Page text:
Force Majeure: Lockdown Livestream Inspires Remotely Recorded Album

Force Majeure: Lockdown Livestream Inspires Remotely Recorded Album

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Force Majeure: Lockdown Livestream Inspires Remotely Recorded Album

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Inspired by intimate live sets streamed from their Harlem apartment during lockdown, harpist BRANDEE YOUNGER and jazz bassist DEZRON DOUGLAS remotely recorded an entire album with just an iPad and a single microphone.

Like many people in the earliest days of the Covid-19 pandemic, Brandee Younger and Dezron Douglas were just trying to stay sane while cooped up at home with nowhere to go. Both professional musicians, they relied on playing together to keep the creative energy flowing as they waited to work and tour again.

Though they’ve been a couple since meeting 20 years ago at college, Douglas says it wasn’t until quite recently that they decided to perform together publicly: “Playing duo has been something personal between the two of us. It’s pretty much just been a thing that we do in the house.”

Just as they were preparing to change that with a gig at Columbia University in March 2020, the lockdown in New York City upended all their plans. But with their concert repertoire already prepared and a whole lot of free time on their hands, they decided to try something new: a musical brunch, broadcast live from their living room in Harlem.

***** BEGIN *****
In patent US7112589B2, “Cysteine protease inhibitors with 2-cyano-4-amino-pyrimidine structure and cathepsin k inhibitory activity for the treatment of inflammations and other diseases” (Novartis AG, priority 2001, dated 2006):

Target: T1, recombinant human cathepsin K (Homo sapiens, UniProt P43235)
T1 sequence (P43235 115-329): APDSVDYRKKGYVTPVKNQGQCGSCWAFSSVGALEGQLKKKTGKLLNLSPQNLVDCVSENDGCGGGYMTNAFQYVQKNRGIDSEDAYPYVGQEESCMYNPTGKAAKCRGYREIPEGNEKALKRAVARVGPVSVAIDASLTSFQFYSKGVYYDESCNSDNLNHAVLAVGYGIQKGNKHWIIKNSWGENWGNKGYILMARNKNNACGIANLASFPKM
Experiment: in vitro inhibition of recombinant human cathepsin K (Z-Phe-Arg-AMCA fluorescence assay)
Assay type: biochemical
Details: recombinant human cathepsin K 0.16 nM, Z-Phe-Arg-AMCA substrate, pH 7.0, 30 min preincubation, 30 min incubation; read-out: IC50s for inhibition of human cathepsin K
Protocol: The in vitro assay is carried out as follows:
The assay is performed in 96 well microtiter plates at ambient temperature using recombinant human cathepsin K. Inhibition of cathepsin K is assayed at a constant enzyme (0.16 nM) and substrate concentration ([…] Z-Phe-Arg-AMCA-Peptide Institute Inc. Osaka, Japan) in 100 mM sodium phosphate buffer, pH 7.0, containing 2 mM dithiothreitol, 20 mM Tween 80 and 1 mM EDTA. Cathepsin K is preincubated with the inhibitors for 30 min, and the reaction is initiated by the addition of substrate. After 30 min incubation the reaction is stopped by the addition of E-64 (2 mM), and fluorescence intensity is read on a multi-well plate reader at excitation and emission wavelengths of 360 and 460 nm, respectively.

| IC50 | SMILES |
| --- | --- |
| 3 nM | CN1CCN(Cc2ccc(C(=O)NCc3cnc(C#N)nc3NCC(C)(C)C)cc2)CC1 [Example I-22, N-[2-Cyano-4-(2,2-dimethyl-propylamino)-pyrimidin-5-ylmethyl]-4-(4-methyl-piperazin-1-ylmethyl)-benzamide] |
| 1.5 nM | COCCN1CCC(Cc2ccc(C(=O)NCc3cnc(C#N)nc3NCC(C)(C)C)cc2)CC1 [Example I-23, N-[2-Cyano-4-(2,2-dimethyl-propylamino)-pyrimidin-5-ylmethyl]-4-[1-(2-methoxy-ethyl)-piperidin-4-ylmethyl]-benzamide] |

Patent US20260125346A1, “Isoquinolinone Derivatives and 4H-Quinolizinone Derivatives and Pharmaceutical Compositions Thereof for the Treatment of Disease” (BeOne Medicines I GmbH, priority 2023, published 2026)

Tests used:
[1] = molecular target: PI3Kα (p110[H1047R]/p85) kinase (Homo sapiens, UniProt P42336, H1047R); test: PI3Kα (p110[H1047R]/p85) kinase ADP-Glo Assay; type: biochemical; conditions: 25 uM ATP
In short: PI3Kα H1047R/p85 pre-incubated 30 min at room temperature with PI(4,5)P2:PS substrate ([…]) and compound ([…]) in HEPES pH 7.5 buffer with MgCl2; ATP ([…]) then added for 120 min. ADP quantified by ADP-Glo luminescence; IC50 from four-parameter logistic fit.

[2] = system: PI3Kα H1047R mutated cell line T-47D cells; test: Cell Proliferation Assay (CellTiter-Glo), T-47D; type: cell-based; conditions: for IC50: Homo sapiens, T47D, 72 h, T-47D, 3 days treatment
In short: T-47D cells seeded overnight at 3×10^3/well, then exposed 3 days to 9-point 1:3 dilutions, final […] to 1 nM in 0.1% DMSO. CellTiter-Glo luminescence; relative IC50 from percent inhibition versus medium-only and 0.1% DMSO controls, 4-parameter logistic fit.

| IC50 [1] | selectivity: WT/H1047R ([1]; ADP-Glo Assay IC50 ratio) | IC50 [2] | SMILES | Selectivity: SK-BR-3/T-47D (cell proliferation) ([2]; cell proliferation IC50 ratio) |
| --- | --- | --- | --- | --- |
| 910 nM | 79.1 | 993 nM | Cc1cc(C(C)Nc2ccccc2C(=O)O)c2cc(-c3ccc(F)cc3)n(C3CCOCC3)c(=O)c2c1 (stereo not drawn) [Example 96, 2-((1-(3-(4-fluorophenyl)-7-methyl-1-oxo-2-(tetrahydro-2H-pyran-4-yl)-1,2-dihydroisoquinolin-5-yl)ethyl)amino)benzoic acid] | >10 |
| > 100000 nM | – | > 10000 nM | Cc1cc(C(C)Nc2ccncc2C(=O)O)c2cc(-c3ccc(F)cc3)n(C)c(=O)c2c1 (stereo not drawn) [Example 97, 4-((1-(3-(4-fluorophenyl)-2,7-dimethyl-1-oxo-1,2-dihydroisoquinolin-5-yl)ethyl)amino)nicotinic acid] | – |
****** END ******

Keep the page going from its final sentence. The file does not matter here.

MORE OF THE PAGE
“We did it with no intention of doing it again,” Younger says. “But we got such a big response,” Douglas adds. So the two combined their musical tastes to find songs that their diverse online audience would like, such as John Coltrane’s ‘Equinox’, and ‘You Make Me Feel Brand New’ by The Stylistics. “People enjoyed it. It was healing for them, but more so it was healing for us,” Douglas explains.

Younger is an accomplished classical and jazz harpist, but she also has a penchant for reimagining pop songs for her instrument. Her unique combination of skills and interests has led to collaborations with artists including Kanye West, Lauryn Hill and Ravi Coltrane. Douglas, meanwhile, has long been firmly situated in the jazz world, playing upright and electric bass with among others Cyrus Chestnut, Louis Hayes and the Trey Anastasio Band over the years.

Their Friday morning performances soon took off and caught the attention of Scottie McNiece, co-founder of the Chicago-based jazz and more recording label, International Anthem. He then approached Younger and Douglas with the unexpected opportunity to turn their weekly shows into a full-fledged album. Force Majeure is enjoyably eclectic listening, featuring songs they’d prepared for that first canceled gig as well as the pandemic-specific original, ‘Toilet Paper Romance’.

Already accustomed to recording both at home and in a studio, Younger did not want any unnecessary complications for the performances. “When International Anthem hit us up, I was like, we’re not changing our setup. I’m gonna record on my iPad,” she says.

So she was ecstatic to find out that the microphone the label sent, the Shure MV88, could do just that. They began recording the brunch sessions, complete with their off-hand jokes and comments to each other. All the while, Dave Vettriano and David Allen from the label helped engineer the record remotely.